Roshanak Kheshti is an associate professor of ethnic studies and affiliate faculty in the Critical Gender Studies Program at the University of California, San Diego. Her first book, Modernity’s Ear: Listening to Race and Gender in World Music (New York University Press, 2015), is an examination of the form of listening promoted by the US world music culture industry through which the modern listening subject is produced. Her research broadly centers on the consumption of race, gender, and sexuality through sound and film. Her scholarship has appeared in the Radical History Review, American Quarterly, Anthropology News, Parallax, Feminist Studies, GLQ, Theater Survey, and Sounding Out! She is the author of, among others, “Cross-Dressing and Gender (Tres)Passing: The Transgender Move as a Site of Agential Potential in the New Iranian Cinema” in Hypatia: A Journal of Feminist Philosophy (2009).
Michelle Langford is a senior lecturer in film studies at UNSW Sydney. Her core research and publication activities are driven by her longstanding interest in the cinemas of Germany and Iran. These vastly different national cinemas are closely connected through her theorization of allegorical processes in film combined with a close attention to the impact of socio-political and historical contexts on the development of film style. Her current research focuses primarily on Iranian cinema, which allows her to extend and expand her theorization of allegorical cinema into an area of national cinema studies that is both contemporary and dynamic. Langford’s most recent research project looks at the German films of the Iranian Filmmaker Sohrab Shahid Saless. Her newest book is Allegory in Iranian Cinema: The Aesthetics of Poetry and Resistance (Bloomsbury, 2019).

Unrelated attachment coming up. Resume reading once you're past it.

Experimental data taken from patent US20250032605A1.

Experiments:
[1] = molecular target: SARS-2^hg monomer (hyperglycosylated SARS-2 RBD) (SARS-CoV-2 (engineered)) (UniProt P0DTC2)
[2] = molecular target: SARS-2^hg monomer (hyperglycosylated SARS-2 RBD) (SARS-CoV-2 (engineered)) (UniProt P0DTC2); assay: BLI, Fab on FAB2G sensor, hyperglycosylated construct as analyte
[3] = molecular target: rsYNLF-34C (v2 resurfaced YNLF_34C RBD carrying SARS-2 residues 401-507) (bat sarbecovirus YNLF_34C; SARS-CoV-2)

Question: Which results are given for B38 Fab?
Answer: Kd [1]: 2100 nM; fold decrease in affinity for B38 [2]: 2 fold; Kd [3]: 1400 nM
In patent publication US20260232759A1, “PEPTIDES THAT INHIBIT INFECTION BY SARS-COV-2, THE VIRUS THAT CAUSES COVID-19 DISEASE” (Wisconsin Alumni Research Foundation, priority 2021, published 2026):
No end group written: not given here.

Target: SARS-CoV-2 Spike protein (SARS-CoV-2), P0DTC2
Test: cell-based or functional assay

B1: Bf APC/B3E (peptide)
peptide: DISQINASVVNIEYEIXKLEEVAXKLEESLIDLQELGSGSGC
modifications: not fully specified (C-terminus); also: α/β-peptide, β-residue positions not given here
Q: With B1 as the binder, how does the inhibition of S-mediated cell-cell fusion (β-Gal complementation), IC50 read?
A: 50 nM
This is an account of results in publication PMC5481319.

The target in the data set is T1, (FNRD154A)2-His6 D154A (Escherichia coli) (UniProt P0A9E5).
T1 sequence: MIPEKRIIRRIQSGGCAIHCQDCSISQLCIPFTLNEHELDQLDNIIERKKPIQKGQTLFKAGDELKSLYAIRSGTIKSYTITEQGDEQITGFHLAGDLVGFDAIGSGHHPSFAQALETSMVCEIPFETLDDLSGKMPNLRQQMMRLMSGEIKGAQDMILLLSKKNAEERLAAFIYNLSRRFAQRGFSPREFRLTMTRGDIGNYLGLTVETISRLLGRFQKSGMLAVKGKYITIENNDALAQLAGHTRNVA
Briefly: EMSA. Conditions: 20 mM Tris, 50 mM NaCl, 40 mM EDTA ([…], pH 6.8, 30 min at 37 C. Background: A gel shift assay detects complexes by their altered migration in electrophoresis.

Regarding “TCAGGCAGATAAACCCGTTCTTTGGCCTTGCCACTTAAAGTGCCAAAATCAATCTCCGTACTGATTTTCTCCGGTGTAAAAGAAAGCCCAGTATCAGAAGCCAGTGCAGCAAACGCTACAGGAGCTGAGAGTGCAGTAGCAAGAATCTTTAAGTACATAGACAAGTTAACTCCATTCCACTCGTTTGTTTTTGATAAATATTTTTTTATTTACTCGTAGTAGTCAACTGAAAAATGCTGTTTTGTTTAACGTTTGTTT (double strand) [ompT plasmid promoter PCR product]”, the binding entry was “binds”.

Behrooz Mahmoodi-Bakhtiari received his PhD in linguistics from Allameh Tabatabaee University in Tehran, and is currently an associate professor and head of the Department of Performing Arts at the University of Tehran. His major fields of interest are Iranian linguistics and dialectology, teaching Persian as a foreign language, Iranian dramatic literature, and the discourse analysis of drama. He has published extensively in these fields and has also contributed to major reference works such as Encyclopaedia Iranica, Encyclopedia of Language and Linguistics (Elsevier Science), Encyclopaedia of Islam, THREE (Brill), and The Great Islamic Encyclopedia.
Nacim Pak-Shiraz is the head of the department and a senior lecturer in Persian and film studies at the University of Edinburgh. She completed a postgraduate program in Islamic studies and humanities, followed by an MA in the anthropology of media, and a PhD in film and media at the University of London’s School of Oriental and African Studies. Pak-Shiraz is also active on the cultural scene and engages with international film festivals both within and outside the United Kingdom. She has curated three film festivals for the Edinburgh Iranian Festival, and organized and led workshops and panels at the Fajr International Film Festival (Tehran), Eskisehir International Film Festival (Turkey), and the Edinburgh International Film Festival.